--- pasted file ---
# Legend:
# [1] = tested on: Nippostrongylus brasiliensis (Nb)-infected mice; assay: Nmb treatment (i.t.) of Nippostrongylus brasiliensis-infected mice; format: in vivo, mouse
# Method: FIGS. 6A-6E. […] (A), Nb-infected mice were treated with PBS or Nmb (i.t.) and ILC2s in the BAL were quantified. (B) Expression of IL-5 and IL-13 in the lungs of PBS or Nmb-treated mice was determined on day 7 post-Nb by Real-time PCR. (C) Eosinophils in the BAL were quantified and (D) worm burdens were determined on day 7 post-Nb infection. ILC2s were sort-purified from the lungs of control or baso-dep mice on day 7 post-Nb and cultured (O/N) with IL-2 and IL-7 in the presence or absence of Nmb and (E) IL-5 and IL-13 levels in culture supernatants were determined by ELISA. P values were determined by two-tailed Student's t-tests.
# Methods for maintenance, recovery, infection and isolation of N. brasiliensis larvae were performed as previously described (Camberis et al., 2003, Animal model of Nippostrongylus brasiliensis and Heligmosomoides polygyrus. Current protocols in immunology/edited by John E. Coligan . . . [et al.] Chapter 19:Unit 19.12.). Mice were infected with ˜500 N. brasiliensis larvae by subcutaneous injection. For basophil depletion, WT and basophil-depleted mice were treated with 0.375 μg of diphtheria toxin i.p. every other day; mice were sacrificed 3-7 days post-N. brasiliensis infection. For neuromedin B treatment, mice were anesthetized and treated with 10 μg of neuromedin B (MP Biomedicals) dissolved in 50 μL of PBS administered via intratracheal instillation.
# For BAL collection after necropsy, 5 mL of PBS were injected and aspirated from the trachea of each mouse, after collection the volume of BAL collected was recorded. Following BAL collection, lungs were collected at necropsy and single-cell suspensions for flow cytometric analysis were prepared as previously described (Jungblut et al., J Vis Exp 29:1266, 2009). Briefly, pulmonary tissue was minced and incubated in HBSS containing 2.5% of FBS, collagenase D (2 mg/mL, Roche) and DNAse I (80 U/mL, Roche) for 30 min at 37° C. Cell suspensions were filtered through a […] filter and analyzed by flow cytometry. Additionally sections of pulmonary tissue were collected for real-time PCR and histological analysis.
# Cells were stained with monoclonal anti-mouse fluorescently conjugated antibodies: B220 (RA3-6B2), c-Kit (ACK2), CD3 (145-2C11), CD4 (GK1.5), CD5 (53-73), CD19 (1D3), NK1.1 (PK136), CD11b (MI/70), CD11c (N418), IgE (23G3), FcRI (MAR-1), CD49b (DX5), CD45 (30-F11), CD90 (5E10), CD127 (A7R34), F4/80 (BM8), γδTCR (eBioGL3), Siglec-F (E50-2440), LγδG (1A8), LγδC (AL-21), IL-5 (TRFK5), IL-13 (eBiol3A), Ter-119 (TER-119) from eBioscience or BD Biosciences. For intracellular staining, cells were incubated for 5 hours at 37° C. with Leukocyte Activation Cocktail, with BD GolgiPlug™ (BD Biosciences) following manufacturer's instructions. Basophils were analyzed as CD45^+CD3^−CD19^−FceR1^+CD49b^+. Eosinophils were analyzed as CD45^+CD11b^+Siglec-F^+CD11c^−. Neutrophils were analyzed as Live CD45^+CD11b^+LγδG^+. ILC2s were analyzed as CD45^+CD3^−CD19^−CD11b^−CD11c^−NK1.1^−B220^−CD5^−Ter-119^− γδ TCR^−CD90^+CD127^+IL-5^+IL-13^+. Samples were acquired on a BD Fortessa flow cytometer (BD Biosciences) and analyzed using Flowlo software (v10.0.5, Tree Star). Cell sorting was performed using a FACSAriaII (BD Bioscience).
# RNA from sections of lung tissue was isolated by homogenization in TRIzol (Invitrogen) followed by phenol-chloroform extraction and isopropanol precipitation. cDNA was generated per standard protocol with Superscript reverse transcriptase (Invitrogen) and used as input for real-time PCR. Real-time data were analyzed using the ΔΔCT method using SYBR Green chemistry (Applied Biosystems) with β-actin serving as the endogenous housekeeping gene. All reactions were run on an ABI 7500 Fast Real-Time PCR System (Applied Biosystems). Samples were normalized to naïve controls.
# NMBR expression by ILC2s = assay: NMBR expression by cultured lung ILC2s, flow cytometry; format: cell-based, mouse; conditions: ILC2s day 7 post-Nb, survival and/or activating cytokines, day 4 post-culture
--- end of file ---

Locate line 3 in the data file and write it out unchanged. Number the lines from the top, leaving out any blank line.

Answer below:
# Method: FIGS. 6A-6E. […] (A), Nb-infected mice were treated with PBS or Nmb (i.t.) and ILC2s in the BAL were quantified. (B) Expression of IL-5 and IL-13 in the lungs of PBS or Nmb-treated mice was determined on day 7 post-Nb by Real-time PCR. (C) Eosinophils in the BAL were quantified and (D) worm burdens were determined on day 7 post-Nb infection. ILC2s were sort-purified from the lungs of control or baso-dep mice on day 7 post-Nb and cultured (O/N) with IL-2 and IL-7 in the presence or absence of Nmb and (E) IL-5 and IL-13 levels in culture supernatants were determined by ELISA. P values were determined by two-tailed Student's t-tests.